Saturday, January 5, 2019 at 09:05AM

By Peter M. DeLorenzo

Detroit. It’s the early days of 2019, and make no mistake about it, there’s a whole lot of fretting goin’ on. In the past year we’ve been inundated with prognosticators from both within and outside this business telling all of us how this Mobility Thing is going to be. The Shock Troops wielding their electric pitch forks are insisting that we all bow down to the inevitability of electrification, that to do otherwise would be tragic and mark us as being woefully out of touch. And they’re vying for our attention against the Autonomous Futurists, who want to turn transportation into an anonymous, pay-as-you-go Nirvana, a glistening homage to shallow uninvolvement as the Shiny Happy populace is shuttled about in a blissful stupor.

Both of these factions are absolutely insistent that they’re right, of course, and that our transportation future is sign, sealed and delivered as they’ve so specifically predicted. But reality – and consumer tastes – always have a way of getting in the way of iron-clad prognostications. People are funny that way; we tend to bristle when we’re dictated to by the faceless hordes insisting that “they” know what’s good for all concerned. 

Companies and Fan-Boy Factions who are making bets on The Future are trying to pave the way for their success by any means possible, from PR offensives (including incessant social media bleating and boasting) to doing anything in their power to turn their strategic decisions into self-fulfilling prophecies. I’m even seeing otherwise highly regarded pundits embarrassing themselves with the hoary “you’re just not hip enough to understand” chestnut, as if that will suffice as a convincing argument.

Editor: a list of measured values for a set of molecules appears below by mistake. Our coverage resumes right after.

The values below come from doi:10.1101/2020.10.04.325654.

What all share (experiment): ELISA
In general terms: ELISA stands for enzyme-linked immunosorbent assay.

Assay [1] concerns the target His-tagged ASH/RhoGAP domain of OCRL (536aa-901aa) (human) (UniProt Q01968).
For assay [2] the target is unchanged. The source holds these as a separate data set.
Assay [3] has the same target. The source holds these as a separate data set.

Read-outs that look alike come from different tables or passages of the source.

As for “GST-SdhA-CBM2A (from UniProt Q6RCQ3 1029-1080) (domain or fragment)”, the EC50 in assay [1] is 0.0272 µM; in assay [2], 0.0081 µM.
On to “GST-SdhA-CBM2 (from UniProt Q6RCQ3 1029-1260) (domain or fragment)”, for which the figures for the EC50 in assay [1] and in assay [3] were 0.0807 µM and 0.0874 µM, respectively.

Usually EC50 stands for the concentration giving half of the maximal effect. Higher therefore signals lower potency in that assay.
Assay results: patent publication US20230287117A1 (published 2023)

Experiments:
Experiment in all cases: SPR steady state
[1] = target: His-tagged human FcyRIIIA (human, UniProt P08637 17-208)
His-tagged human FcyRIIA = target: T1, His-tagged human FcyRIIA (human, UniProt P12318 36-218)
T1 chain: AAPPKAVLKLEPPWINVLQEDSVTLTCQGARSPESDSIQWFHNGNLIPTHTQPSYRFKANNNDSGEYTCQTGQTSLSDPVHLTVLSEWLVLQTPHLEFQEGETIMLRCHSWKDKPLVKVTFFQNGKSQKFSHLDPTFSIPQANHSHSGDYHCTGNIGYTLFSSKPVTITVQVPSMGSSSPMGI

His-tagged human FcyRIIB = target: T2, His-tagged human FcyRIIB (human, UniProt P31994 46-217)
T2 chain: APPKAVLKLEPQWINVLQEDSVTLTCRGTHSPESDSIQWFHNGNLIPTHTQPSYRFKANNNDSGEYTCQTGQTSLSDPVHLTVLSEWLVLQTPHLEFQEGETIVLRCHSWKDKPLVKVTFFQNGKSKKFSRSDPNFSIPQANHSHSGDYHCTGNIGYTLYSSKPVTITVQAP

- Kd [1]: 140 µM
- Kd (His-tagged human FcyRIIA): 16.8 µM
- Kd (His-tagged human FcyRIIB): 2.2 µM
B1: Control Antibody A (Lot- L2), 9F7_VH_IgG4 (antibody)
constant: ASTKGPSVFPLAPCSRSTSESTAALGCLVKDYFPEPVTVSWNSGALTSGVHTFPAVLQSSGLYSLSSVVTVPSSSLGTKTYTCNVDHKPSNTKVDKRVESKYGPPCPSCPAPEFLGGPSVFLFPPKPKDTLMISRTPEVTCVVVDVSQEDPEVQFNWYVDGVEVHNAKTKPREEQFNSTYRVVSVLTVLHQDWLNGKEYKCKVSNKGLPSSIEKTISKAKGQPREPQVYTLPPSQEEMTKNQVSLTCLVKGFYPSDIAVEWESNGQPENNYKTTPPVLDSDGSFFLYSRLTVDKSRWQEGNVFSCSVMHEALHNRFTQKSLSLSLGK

These flawed perspectives masking hidden agendas are about as transparent as the average Washington bureaucrat’s reason for being. They’re self-serving strategic decisions proffered in the guise of what’s good for “the people,” the country and the environment. But the reality, as you might imagine, is made up of a patchwork of gray areas that are the furthest thing away from being cut and dried.

It should be pointed out at this point that this frenzy is being driven by China, which is the largest automotive market in the world by far and which will continue to be long into the future, there’s just no getting around that fact. Our wants and needs as North American consumers have been playing second fiddle to the wants and needs of the Chinese auto market for years now, and this phenomenon will only increase going forward. It will affect what we drive, because our choices will become more and more constrained by the dictates of the Chinese market. Does any of this sound good, even on paper? No, not really, and the reality of this could get uglier by the year.

Take the VW Group, for instance. This global behemoth plans on churning out so many electric vehicles over the next five years that it’s hell-bent on being able to single-handedly move the market to electrification, whether we want it or not. VW will be offering a glittering array of BEVs from across its product spectrum – including show ponies from Porsche and Audi - all designed to entice consumers to adopt fully electric vehicles en masse. Will it work? Well, it’s a philosophy at least, but there are certainly no guarantees of any kind. Cost remains the fundamental issue with BEVs, and VW is counting on accelerated battery development and fresh advancements in electrified technology to help make its way to profitability over the course of its BEV push. Other car companies are getting on the BEV bandwagon as well, but VW’s commitment is massive and industry leading, if it all works out, of course.